MAstars 2011: Owen Quinlan, MA Ceramics
Owen Quinlan, Excavated Form I (detail), 2011. Stoneware fired ceramics. 16cm x 6cm x 4cm
Emma Geliot selects Owen Quinlan from Cardiff School of Art & Design for MAstars
Owen Quinlan’s ceramics are not functional, but they work on the mind.
Gateaux layers of clay, found materials, glaze. Forms and surfaces that make the fingers itch to touch them. Jewel-like but not twee, reminiscent of the best beach scavenge after the rain, when sea glass and old brick glitter out of the sand and pebbles, glow from the mud.
Quinlan is from Galway in the Republic of Ireland. A place that is wild and coastal, which perhaps explains the draw to the Tremorfa tide line. Here the land curves around the edges of Cardiff, away from the Bristol Channel, towards the mudflats of the mouth of the River Severn and here he has found debris and detritus to incorporate in strata of clay.
'The interest in found objects has been there for as long as I can remember. Since I was young I’ve always arrived home with objects - stones, shells, leaves and any other number of things which catch my interest when I’m out (once even a rat). My current body of work has evolved from this responsive habit, developing into a more in depth study of this compulsion to collect.'
In that body of work, exhibited for his MA show at UWIC (Cardiff School of Art & Design), Quinlan has rationalised the collector’s compulsion into a focussed use of materials that reflect the human built environment – nubs of brick, electrical flex, nuts, bolts and nails, possessors of obscured industry, worked into clay to form a new connection with the physical, material world we inhabit.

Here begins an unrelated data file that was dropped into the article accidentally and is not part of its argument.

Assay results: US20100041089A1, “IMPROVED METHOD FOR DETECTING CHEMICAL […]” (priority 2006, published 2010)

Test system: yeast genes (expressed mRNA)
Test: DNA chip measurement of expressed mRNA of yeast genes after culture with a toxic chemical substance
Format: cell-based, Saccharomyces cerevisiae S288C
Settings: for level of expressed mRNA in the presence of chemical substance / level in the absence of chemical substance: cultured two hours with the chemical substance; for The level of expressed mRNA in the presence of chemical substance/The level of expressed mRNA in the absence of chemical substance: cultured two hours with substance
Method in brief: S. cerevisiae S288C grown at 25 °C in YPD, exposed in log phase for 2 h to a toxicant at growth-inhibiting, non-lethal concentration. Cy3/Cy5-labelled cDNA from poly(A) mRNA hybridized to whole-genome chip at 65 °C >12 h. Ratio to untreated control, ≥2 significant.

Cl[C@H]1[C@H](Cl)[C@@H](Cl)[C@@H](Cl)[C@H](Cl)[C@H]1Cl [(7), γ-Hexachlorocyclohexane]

'By observing the compulsion by which people collect certain objects and disregard others I became interested in the life and continued narrative of discarded objects. The commitment of ownership which is made through gathering found objects, carrying home and placing amongst others has been further developed this year by their subsequent inclusion within my work.'
The period of experimentation during the MA course has moved Quinlan away from more formal methods of production and given him the space to reflect on a cyclical approach that sees him revisit past work and ideas to move forward. There is now more of an element of chance, more anticipation as the kiln door is opened. But he clearly has an extraordinary understanding of what happens to clay and other materials during the firing process and is able to manipulate the outcome to carry through his concern with the transience of humanity and break down of man-made materials.
'By firing these materials within my work, they are given a new life; one often subsequently unrecognisable from their original. The significance of the firing process for me is to accelerate the qualities of time and weathering.'
'As organic components are burned away in the firing, their only trace remains in the marks they leave in the more permanent geological materials.'
Quinlan has already been selected for two biennials - Fresh: British Ceramics Biennial in the Spode Factory, Stoke-on-Trent and the Ceramic Biennial in Kapfenberg, Austria.
Selected by Emma Geliot
Published October, 2011